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Microbiology. 1996 Aug;142 ( Pt 8):2005-16.

Sequence analysis of the Bacillus subtilis chromosome region between the serA and kdg loci cloned in a yeast artificial chromosome.

Author information

1
Laboratoire de Génétique Microbienne, Institut National de la Recherche Agronomique, Jouy en Josas, France. sorokine@biotec.jouy.inra.fr

Abstract

The standard strategies of genome sequencing based on lambda-vector or cosmid libraries are only partially applicable to AT-rich Gram-positive bacteria because of the problem of instability of their chromosomal DNA in heterologous hosts like Escherichia coli. One complete collection of ordered clones known for such bacteria is that of Bacillus subtilis, established by using yeast artificial chromosomes (YACs). This paper reports the results of the direct use of one of the YAC clones from the above collection for the sequencing of the region cloned in it. The strategy applied consisted of the following: (i) construction of M13 banks of the partially purified YAC DNA and sequencing of 800 M13 clones chosen at random; (ii) directed selection of M13 clones to sequence by using marginal contig fragments as hybridization probes; (iii) direct sequencing of joining PCR fragments obtained by combinations of primers corresponding to the ends of representative contigs. The complete 104,109 bp insert sequence of this YAC clone was thus established. The strategy used allowed us to avoid resequencing the two largest, previously sequenced, contigs (13,695 and 20,303 bp) of the YAC insert. We propose that the strategy used can be applied to the sequencing of the whole bacterial genome without intermediate cloning, as well as for larger inserts of eukaryotic origin cloned in YACs. Sequencing of the insert of the YAC clone 15-6B allowed us to establish the contiguous sequence of 127 kb from spollA to kdg. The organization of the newly determined region is presented. Of the 138 ORFs identified in the spollA-kdg region, 57 have no clear putative function from their homology to proteins in the databases.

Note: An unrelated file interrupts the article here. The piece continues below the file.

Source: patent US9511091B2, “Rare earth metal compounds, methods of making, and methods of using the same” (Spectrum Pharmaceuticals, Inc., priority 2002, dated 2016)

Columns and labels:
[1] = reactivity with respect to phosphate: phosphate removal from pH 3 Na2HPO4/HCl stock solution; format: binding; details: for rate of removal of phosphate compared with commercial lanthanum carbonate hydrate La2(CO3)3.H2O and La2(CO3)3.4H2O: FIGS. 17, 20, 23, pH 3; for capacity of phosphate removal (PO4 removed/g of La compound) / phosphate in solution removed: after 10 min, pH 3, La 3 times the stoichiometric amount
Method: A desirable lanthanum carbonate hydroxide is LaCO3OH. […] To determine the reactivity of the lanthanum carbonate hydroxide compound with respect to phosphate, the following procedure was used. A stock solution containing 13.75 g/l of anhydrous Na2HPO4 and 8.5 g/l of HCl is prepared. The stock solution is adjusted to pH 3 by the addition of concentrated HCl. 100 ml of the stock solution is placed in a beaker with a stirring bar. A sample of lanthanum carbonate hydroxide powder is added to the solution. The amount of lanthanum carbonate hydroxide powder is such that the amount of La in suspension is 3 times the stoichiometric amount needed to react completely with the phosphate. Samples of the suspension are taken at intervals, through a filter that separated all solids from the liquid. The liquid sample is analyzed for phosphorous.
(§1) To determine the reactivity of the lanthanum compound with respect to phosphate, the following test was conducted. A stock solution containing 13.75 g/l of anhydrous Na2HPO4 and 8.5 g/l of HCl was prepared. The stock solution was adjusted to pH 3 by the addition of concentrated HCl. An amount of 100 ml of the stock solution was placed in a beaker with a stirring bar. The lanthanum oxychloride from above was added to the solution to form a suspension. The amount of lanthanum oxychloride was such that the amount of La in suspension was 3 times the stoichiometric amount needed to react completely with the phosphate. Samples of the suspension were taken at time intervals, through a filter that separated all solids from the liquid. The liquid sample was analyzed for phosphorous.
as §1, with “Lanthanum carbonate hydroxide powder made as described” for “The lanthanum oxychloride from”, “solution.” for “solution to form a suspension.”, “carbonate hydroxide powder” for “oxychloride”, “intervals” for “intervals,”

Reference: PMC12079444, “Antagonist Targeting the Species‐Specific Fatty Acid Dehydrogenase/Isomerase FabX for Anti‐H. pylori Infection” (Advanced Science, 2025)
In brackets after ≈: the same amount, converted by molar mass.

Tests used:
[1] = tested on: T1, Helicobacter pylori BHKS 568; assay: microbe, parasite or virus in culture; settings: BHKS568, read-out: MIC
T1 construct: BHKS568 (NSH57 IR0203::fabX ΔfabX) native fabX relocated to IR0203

PMID:
8760912
DOI:
10.1099/13500872-142-8-2005
[Indexed for MEDLINE]

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